Juan Mata, Richard Garfinkle, Teodora Dumitra, Mohsen Alhashemi, Tara Landry, Lawrence Lee, Gerald M Fried, Carmen Muller, Julio F Fiore Jr., Liane S Feldman. Mcgill University
Introduction: Globally, an estimated 500 million smartphone users have tried mobile applications (apps) to improve health and support health behavior changes. Apps specifically targeting surgical patients are increasingly available.The purpose of this study was to identify features and mechanisms of apps that were effective in eliciting a behavioral change in patients, in order to inform evidence-based app development in surgery.
Methods and procedures: We conducted a comprehensive literature search between January 2007 and April 2017 to identify trials investigating the impact of a mobile app intervention on a health behavior in adults. Articles were identified through MEDLINE, Embase, Cochrane Database of Systematic Reviews, Database of Abstracts of Reviews of Effects, and CENTRAL registry of controlled trials. References of the included articles were screened for additional relevant publications.The behavior change techniques used in each app were classified using the Abraham and Michie taxonomy. Each study was further defined as “successful” or “non-successful” according to whether there was a statistically significant impact on the health behavior of interest.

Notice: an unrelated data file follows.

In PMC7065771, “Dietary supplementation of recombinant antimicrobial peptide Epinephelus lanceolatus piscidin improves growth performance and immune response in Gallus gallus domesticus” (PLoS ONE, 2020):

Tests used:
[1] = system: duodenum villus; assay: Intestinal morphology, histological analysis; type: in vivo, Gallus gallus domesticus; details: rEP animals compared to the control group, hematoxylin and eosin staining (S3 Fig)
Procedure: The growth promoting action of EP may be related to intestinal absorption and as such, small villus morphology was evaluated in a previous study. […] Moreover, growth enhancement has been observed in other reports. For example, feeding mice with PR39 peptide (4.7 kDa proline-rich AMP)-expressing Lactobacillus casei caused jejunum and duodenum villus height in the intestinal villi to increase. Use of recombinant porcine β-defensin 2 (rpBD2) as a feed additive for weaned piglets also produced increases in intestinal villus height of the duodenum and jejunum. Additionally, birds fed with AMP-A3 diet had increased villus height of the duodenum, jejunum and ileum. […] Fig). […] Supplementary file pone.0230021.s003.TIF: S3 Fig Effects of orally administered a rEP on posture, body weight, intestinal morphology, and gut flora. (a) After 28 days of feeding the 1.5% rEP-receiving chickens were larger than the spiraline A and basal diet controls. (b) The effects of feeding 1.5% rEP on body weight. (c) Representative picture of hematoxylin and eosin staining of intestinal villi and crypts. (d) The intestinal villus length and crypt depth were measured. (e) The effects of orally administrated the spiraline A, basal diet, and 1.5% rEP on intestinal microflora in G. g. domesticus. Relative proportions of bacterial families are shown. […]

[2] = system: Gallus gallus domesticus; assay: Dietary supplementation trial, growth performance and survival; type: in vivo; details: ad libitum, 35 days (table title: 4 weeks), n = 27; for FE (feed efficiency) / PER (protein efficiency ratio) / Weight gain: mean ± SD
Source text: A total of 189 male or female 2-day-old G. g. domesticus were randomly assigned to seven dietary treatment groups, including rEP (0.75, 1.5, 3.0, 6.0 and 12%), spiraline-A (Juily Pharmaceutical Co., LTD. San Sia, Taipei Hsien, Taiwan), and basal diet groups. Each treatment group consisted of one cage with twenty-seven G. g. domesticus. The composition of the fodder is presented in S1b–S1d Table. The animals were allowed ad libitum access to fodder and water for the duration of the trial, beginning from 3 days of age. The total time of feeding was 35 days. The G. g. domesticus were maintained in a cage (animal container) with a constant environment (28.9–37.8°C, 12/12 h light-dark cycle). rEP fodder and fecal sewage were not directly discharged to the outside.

Results:The literature search identified a total of 1521 articles. After full-text review, a total of 81 articles describing 81 apps targeting 31 different aspects of health were identified. Of those, 50 (62%) reported no impact of the app on the health behavior of interest, while 31 (38%)reported statistically significant effects. Of these, 29 (93%) studies reported using behavior change techniques compared to 41 (82%) of the non successful studies (p=0.049).The behavior change techniques more often applied in successful compared to non-successful trials were tailored feedback (19 (61%) vs 3 (6%) studies, p<0.001), and goal-setting (8 (22%) vs 4 (8%) studies, p=0.02). There were no differences in successful and non successful studies in the use of self-monitoring (18 (58%) vs 38 (76%) studies, p=0.09), gamification (6 (19%) vs 6 (12%) studies, p=0.11) and social comparison (3 (10%) vs 6 (12%) studies p=0.76). Only 5 studies specifically targeted surgical patients.
Conclusions: Most healthcare applications are not successful in modifying patient behavior, and this review provides insights into the properties of health care apps that were successful. Providing personalized and specific feedback was the most frequently employed behavior change technique in successful trials. With an increasing number of apps targeting surgical patients, this information should inform evidence based app development.
Presented at the SAGES 2017 Annual Meeting in Houston, TX.
Abstract ID: 88316
Program Number: P485
Presentation Session: iPoster Session (Non CME)
Presentation Type: Poster